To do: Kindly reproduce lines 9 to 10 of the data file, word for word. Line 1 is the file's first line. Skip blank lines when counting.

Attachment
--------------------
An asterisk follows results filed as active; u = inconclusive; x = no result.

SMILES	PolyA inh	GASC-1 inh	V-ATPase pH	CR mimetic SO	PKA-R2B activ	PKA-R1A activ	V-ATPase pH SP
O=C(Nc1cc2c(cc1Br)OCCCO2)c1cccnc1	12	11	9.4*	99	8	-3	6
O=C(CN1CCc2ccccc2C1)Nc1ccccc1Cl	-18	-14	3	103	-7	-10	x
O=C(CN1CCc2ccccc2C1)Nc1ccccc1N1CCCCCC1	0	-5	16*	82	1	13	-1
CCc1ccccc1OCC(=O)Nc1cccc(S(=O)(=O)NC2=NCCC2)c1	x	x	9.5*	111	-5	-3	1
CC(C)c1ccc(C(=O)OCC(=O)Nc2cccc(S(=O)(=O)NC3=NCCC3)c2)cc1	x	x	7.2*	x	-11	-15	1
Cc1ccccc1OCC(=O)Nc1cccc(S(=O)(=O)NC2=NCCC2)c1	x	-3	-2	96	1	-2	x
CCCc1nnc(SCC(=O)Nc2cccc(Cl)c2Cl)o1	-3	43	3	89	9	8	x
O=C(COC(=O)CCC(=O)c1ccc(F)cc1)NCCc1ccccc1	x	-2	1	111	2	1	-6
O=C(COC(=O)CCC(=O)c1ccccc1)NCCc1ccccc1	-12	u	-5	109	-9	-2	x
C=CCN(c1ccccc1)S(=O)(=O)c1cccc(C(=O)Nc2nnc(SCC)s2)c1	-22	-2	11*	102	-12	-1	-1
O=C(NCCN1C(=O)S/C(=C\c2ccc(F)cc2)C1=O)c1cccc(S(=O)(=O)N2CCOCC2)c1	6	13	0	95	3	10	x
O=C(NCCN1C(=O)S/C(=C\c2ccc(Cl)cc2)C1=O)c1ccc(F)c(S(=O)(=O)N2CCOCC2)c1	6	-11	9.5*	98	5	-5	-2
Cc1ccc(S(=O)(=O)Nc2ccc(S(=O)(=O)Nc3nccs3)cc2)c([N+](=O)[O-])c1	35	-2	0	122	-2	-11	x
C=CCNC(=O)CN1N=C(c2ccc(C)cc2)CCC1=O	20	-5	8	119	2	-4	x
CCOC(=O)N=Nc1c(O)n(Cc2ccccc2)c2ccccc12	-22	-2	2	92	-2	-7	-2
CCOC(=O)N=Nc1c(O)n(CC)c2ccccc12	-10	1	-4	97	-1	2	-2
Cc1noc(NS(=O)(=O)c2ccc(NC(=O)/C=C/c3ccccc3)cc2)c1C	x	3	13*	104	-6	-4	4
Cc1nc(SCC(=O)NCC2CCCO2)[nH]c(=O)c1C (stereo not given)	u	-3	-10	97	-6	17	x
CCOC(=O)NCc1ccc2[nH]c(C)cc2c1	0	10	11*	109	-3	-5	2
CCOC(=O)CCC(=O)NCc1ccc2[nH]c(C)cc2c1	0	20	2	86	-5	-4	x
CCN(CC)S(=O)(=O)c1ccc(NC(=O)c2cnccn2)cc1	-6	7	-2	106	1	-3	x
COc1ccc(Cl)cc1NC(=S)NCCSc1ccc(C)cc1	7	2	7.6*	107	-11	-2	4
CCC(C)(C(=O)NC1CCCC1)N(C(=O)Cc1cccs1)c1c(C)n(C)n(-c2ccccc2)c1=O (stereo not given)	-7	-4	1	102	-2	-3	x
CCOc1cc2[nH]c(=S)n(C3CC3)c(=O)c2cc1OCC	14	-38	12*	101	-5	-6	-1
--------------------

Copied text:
CCCc1nnc(SCC(=O)Nc2cccc(Cl)c2Cl)o1	-3	43	3	89	9	8	x
O=C(COC(=O)CCC(=O)c1ccc(F)cc1)NCCc1ccccc1	x	-2	1	111	2	1	-6